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July 4th – The 820th Anniversary of the Launch of the “Third Crusade” July 4, 2010

Posted by rwf1954 in historical fiction.
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It’s July 4th, 2010, the 820th anniversary of Richard the Lionheart’s departure on what history now calls the “third Crusade.” Today is also the official release date for my novel about this event, The Swords of Faith. July 4th, 2010 in contemporary America has its own historical significance – the 234th anniversary of the Declaration of Independence from Great Britain (actual independence would follow a few years later after a fight). But for the western Christian armies at Vézelay, France, waiting to leave for the Middle East, July 4th, 1190 was the third anniversary of the disastrous annihilation of the Christian army at the Horns of Hattin, just west of Lake Tiberius/The Sea of Galilee. This victory for Saladin, the legendary Muslim sultan of Egypt and Syria, left Jerusalem, held for nearly a century by western European Christians, nearly undefended; by October 2nd of 1187, Saladin took Jerusalem for his religion. So on July 4th, 1190, Richard the Lionheart, recently crowned King of England, commanding a huge force, along with King Philip II of France, commanding a force about half the size of Richard’s, left Vézelay for what would be a two-year-plus, history changing trek.

On this blog, I will be pointing out some more 820th anniversary dates as the Third Crusade marches, and sails, toward its destiny. Legends will be made. East meets West; West meets East – in ways that are still discussed today. On these anniverary dates, I’ll offer comments of my own. I’ll invite yours. As an American fascinated with these events, I have researched this period extensively. Reader/reviewers have praised my “meticulous” research. But though I have been to areas in France, I have never been to Vézelay. Has anyone reading this blog been to Vézelay? What’s there today? What were the likely conditions on July 4th, at the beginning of the summer? And for everyone – what should we take from the “Third Crusade” for the present? Should we leave this period alone and “let bygones be bygones?” Or does history have lessons for us. I obviously don’t like the bygones-be-bygones idea or I wouldn’t have written a novel about the period. On the rest, I have my own ideas; I will express them as we go. I invite yours as well.

Richard the Lionheart and Saladin, head-to-head. For lovers of history, and drama, and the drama of history – does it get much better than this?


1. Gabriele - July 9, 2010

Oh, a virginal blog with no comments yet. 🙂 Found it via Historical Novel Reviews.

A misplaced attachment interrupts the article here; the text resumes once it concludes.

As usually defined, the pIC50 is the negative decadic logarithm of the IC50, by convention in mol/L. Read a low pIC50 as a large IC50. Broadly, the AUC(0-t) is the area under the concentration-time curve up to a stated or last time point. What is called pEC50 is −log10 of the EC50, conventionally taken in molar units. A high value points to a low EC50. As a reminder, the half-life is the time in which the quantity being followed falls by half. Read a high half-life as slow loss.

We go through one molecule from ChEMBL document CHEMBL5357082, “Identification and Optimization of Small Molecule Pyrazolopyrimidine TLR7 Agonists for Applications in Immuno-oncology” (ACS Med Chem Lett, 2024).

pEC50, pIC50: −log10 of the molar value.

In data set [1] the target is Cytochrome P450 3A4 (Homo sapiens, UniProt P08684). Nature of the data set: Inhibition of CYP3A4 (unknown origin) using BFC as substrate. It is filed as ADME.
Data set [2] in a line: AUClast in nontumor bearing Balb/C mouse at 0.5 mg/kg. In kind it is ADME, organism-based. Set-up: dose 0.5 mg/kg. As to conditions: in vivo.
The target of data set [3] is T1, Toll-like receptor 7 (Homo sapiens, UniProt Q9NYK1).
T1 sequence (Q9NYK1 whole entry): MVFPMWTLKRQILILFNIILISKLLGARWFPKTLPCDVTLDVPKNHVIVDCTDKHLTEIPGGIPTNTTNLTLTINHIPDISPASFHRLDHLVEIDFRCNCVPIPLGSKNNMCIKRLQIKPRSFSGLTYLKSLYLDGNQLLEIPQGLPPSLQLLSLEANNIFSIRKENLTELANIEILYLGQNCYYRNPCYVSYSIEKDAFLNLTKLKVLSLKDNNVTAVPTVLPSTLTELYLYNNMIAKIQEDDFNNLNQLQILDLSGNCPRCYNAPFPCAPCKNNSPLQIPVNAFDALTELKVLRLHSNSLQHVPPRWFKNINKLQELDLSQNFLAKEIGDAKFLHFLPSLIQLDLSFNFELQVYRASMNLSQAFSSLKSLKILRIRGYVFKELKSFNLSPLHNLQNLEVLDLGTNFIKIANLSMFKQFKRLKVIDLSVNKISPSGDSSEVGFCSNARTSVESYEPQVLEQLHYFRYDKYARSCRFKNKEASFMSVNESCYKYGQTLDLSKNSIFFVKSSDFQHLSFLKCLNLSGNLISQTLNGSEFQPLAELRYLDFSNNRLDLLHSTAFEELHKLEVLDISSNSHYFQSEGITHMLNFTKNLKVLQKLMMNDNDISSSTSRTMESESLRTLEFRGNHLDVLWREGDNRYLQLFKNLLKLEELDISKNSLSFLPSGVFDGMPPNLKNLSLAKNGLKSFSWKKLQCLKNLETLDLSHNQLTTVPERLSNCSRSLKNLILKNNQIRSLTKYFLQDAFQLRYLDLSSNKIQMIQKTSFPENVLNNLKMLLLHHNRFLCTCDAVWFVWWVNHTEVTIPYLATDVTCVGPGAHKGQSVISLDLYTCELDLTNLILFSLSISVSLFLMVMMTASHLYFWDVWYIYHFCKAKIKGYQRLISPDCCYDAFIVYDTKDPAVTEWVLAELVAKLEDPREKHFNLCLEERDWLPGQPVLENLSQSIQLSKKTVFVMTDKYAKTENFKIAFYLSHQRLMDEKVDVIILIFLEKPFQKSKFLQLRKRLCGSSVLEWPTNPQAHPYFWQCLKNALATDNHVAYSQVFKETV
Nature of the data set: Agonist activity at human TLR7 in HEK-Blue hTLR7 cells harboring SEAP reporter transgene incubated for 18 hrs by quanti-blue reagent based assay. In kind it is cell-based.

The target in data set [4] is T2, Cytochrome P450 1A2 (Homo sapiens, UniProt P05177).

Looks like a good time for people interested in Richard Lionheart. Sharon Kay Penman just announced that she’ll write two books about him instead of one, and now I found your novel, too, which sounds very interesting.

rwf1954 - July 9, 2010

I have also been following Sharon Kay Penman’s blog, and her progress with her Richard novel. Given the meticulous, voluminous research she is doing, I think she has made a wise choice to go to two books. My book is different from hers. (Thank goodness; I would not want to be going head-to-head with her on this topic!) THE SWORDS OF FAITH has four main characters, two historical (Richard and Saladin) and two fictional. The story has a narrow timeline – 1187 to 1192. Richard has taken a beating lately – in the recent movie “Robin Hood,” and in the popular culture. I believe I have presented a balanced treatment – of Richard and Saladin.

Gabriele - July 9, 2010

I don’t expect much from popular culture, but some of the History Channel (the German version) stuff about the Varus battle was pretty bad, too, and one should expect better from them. I’m trying to do both the Romans and the Germans justice in my NiP. Like you, I mix historical and fictional characters, though there will be more than four – that thing is growing epic on me.

I totally blame Arminius. 😀

BTW, there’s a fun detail about Richard. He was very fond of his nephew Otto whom he first met when Otto’s dad Heinrich the Lion lived in exile in England, and wanted to make him his successor instead of John. It didn’t turn out according to Richard’s wish, but imagine it would have worked. There would have been some Ottos on the English throne among all those Henrys, Edwards, Richards and Georges. 🙂

2. “Third Crusade” 820th Anniversary Series: Archbishop of Canterbury Dies « Richard Warren Field's Blog - November 19, 2010

[…] July 4th – The 820th Anniversary of the Launch of the “Third Crusade” […]

3. “Third Crusade” 820th Anniversary Series: Conrad of Montferrat Marries Queen Isabella « Richard Warren Field's Blog - November 24, 2010

[…] July 4th – The 820th Anniversary of the Launch of the “Third Crusade” […]

4. Touring Israel With A Private Guide - August 20, 2013

Does your blog have a contact page? I’m having trouble locating it but, I’d like to shoot you
an e-mail. I’ve got some suggestions for your blog you might be interested in hearing. Either way, great website and I look forward to seeing it expand over time.

5. rwf1954 - September 7, 2013

Email me at rwfcom@wgn.net.

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